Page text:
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Neptune at Opposition

Neptune comes to opposition on 2nd September (at magnitude 7.8) in Aquarius. The planet will then be 1.3° SW of the mag 3.7 star Lambda Aquarii.

As the disc is tiny (2.4"), it will appear star-like except under high power. Even in (steadily held) binoculars the planet should be visible.

Neptune was discovered 170 years ago by Johann Galle (assited by Louis d'Arrest), with predictions by Urbain Le Verrier.

Data from Sky-High 2016.


IAS Public Star Parties


Observing at Sandymount

Sandymount, Dublin

Friday, Oct 7th 2016 (8pm):

The Dublin Sidewalk Astronomers meet at the car park, on Strand Road, just south of the Sandymount Martello Tower, Dublin 4.

Clontarf, Dublin

Saturday, Oct 8th 2016 (8pm):

This continues the new venture by the Dublin Sidewalk Astronomers of the IAS. The venue is the seafront car park, on Clontarf Road, opposite the Clontarf Bus Garage, Dublin 3.

Free, all welcome to both nights.


Where have all the (Bright) Novae gone

by John O'Neill (IAS, AAVSO)

nova

Monday 24th October 2016 (8 pm).
Venue: Ely House, 8 Ely Place, Dublin 2. All welcome, free event.

In the first half of the 20th century, seven bright novae were discovered. Since 1950 that figure is just one. In this talk, John will discuss the lack of recent bright novae discoveries and some of the possible explainations for this. Along the way, he will also touch on what novae are and how you might search for them. He will also recall the excitement of some of the bright novae discoveries of the past.

The image show Nova Herculis 1934 at minimum and maximum (near 1st mag).

Image courtesy Lick Observatory.



IAS Membership renewal due

Membership renewals are due from the 1st August 2016. Please see the applicable rates for this year.


Malahide Community School astronomy course

Beginners may be interested in the astronomy course run by IAS member John Daly at the Malahide Community School. The 10 week course including topics such as planets of the solar system, galaxies, the lives of stars, a brief history of astronomy, advice on choosing a telescope, the latest happenings in space and much more.

More information and how to book. Also you can contact by phone on 01 8460949 or 086 8188783.

Note that this is not run by the IAS.


Images of Starlight

IAS Astrophotography Exhibition continues!

Linen Hall Library, Belfast

2 Aug to 30 Sep 2016

astro photo

The IAS (with help from IFAS) has a very special touring exhibition to showcase the work of Irish backyard astronomers astrophotography. Splendid images of the Stars, the Galaxy and the Solar System are featured.

Our exhibition is showing at:
Linen Hall Library, Belfast: 2nd Aug-30th Sept 2016 (venue and some extra photos organised by the IAA).

The exhibition started in Botanic Gardens, Dublin last February and then went to Tullamore, Co Offaly and Tallaght, Co Dublin.

Our Exhibition will return to Dublin in October: Fitzgerald Building TCD from 5 Oct 2016.



Members observe Total Solar Eclipse of 9 March 2016 from Indonesia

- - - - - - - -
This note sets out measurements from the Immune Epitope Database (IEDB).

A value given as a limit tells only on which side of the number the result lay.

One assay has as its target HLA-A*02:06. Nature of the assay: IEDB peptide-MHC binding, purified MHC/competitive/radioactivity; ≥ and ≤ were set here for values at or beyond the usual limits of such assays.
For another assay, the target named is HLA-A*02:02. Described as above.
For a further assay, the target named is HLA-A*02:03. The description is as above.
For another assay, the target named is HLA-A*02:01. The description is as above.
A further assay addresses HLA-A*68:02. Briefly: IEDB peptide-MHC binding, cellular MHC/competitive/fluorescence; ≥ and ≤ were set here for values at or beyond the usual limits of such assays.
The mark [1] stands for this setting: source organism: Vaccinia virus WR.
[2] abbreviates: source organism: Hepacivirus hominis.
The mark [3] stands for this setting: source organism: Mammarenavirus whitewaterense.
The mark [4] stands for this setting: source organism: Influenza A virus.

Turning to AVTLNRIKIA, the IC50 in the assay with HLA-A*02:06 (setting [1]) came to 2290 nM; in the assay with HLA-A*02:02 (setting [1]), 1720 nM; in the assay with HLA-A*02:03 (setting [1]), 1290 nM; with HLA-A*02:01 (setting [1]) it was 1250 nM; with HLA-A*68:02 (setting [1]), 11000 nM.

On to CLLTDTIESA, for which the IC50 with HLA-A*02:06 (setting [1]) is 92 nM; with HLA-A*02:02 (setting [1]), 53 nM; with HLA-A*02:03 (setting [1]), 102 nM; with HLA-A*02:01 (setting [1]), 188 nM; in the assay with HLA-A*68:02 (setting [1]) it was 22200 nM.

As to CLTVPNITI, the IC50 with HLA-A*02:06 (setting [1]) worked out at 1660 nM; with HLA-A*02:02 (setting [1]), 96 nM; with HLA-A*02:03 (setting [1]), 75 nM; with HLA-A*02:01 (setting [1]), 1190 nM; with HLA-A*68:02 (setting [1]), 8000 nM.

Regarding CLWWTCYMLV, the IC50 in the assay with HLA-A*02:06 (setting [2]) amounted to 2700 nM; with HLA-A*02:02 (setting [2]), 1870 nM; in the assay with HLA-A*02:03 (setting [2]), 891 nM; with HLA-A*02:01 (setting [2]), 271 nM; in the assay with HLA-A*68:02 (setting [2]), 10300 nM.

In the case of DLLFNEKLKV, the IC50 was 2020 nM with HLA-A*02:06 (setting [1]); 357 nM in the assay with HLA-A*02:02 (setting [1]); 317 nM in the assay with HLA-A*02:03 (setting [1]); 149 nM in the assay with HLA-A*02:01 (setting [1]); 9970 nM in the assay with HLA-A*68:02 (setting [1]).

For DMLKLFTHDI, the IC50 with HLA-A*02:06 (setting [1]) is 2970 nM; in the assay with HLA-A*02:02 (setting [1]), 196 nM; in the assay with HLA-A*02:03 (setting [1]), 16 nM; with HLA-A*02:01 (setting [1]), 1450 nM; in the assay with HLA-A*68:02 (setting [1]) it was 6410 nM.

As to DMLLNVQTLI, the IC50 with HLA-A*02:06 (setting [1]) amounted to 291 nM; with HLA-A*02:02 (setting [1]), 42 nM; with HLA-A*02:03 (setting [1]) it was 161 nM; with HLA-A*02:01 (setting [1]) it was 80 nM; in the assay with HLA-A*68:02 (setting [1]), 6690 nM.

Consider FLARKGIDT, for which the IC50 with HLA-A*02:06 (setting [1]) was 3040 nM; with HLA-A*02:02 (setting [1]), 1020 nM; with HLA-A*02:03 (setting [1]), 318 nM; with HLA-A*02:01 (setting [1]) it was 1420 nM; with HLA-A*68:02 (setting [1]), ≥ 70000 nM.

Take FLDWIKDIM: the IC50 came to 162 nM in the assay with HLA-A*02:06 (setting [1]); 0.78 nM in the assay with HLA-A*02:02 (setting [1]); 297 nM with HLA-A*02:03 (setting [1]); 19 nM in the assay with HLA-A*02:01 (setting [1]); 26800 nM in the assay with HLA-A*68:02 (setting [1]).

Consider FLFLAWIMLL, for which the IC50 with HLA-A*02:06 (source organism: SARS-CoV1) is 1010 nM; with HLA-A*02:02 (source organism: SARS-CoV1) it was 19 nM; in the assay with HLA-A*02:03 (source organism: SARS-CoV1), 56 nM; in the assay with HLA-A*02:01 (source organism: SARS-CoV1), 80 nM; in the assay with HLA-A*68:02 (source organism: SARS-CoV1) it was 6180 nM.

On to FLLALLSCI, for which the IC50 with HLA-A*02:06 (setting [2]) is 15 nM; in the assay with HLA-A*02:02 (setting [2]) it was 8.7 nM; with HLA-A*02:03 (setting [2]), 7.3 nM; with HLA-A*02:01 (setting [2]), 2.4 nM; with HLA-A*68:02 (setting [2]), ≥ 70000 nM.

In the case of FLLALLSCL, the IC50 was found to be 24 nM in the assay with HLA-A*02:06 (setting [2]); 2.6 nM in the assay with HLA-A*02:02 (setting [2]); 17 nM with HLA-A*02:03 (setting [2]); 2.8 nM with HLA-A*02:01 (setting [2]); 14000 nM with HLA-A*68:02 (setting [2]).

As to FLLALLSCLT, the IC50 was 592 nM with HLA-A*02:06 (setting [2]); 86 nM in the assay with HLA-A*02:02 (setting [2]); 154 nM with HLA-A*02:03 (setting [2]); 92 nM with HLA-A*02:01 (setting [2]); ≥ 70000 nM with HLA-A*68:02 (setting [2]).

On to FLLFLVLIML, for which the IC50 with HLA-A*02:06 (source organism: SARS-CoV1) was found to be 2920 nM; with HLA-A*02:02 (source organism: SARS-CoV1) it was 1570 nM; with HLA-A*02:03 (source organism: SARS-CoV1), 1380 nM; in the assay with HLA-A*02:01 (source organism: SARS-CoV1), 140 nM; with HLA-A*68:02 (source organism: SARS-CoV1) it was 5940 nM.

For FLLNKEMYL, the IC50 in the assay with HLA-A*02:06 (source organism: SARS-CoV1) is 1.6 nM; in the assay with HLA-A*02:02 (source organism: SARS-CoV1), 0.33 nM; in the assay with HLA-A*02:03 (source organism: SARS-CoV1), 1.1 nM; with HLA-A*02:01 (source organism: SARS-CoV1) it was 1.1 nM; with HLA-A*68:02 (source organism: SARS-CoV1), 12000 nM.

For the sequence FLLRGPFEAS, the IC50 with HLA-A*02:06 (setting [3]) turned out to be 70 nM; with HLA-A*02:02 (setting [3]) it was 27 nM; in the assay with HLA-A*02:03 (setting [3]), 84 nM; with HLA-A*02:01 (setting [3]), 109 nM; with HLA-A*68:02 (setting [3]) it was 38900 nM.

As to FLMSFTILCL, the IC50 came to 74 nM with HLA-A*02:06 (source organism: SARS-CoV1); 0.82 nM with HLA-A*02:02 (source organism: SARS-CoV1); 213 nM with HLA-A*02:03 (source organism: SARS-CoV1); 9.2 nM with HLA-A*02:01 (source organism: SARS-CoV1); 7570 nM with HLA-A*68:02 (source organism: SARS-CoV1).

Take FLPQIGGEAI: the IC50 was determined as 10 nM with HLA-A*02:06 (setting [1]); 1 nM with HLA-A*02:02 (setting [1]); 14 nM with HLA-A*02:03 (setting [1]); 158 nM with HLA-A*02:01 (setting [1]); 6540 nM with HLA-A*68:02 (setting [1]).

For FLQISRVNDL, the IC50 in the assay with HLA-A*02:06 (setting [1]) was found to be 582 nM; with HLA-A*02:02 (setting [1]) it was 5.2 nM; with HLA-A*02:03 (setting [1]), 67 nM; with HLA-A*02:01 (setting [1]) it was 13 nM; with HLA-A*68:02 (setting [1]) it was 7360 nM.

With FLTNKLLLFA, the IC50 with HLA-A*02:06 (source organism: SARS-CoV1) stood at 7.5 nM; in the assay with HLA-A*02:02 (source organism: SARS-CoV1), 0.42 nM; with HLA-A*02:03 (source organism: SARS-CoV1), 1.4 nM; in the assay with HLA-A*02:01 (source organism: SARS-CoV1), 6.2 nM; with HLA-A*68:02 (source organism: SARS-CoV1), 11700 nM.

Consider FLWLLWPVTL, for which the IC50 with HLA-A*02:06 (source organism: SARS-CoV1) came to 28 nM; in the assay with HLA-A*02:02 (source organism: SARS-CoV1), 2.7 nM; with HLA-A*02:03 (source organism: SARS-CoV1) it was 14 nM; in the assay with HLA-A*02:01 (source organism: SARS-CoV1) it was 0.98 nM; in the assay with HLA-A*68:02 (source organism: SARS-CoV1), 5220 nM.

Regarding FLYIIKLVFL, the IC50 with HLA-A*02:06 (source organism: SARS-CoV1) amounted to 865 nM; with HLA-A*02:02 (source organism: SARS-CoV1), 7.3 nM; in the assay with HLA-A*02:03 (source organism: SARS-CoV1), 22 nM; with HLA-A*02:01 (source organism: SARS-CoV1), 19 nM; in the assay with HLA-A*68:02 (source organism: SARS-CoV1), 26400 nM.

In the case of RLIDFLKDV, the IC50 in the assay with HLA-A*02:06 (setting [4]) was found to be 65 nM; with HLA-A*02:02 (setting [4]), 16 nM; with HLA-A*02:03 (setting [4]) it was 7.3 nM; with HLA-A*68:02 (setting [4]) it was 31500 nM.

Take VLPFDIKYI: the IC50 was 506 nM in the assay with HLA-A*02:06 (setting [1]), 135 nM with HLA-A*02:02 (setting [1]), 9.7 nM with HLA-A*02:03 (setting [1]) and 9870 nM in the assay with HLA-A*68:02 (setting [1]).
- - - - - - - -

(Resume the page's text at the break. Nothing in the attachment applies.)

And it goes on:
solar eclipse

Angela O'Connell reports:

A view of totality from the MS Volendam, on the starboard bow, mid-ship. We were located in the Makassar Strait between the islands of Borneo and Sulawesi, about 1½ degrees south of the equator. The sea was surprisingly calm and the ship was steady allowing those of us with tripods to relax and concentrate on the spectacle which lasted 2 min 46 sec approximately. Photo (at left) taken 08:34 (local time), 9th March 2016 with Lumix GM5 on automatic night scene setting.


solar eclipse

Terry Moseley reports:

The solar corona during totality. Photo taken 08:36 (local time), 9th March 2016 with Canon Power Shot with x42 zoom.

The next total solar eclipse occurs in August 2017, only touching land in USA.



Total Lunar Eclipse of 28 September 2015 was well seen by most

lunar eclipse

We were treated to a fine total lunar eclipse.

The photo of the eclipse was taken by J. O'Neill, at 02.21 UT, with a 106 mm refractor at f/8. This was 10 min after the start of totality.

The next total lunar eclipse visible from Ireland occurs in July 2018.

Members please report any observations, drawings or photographs to our Director of Observations, Liam Smyth for inclusion in the next issue of Orbit.



Comet Lovejoy 2014 Q2 near Polaris

In late May 2015, the comet passed about 1° from the pole star Polaris. Remarkably, it was still visible (as of 23 May) in binoculars, at just below mag 8. It was an excellent time to image the comet with a fixed camera, as trailing would be slight.

The photo (below) of the comet is by John O'Neill and was taken on 9-10 January 2015 (cropped; 200 mm camera lens). The drawing of 19 January 2015 is by Deirdre Kelleghan, with details appended.

Please report any observations, drawings or photographs to our Director of Observations, Liam Smyth.

comet lovejoy

comet lovejoy


What's on?

2016 Oct 7 Dublin Sidewalk Astronomy at Sandymount.

2016 Oct 8 Dublin Sidewalk Astronomy at Clontarf.

2016 Oct 24 Talk in Ely House (by John O'Neill).

Please see EVENTS/opposite for more details and further events.

If you would like to attend Dunsink Observatory Public Open Nights that are supported by the IAS, you can find more details at Dunsink Observatory. Note: these are over for the season and will recommence in October 2016.

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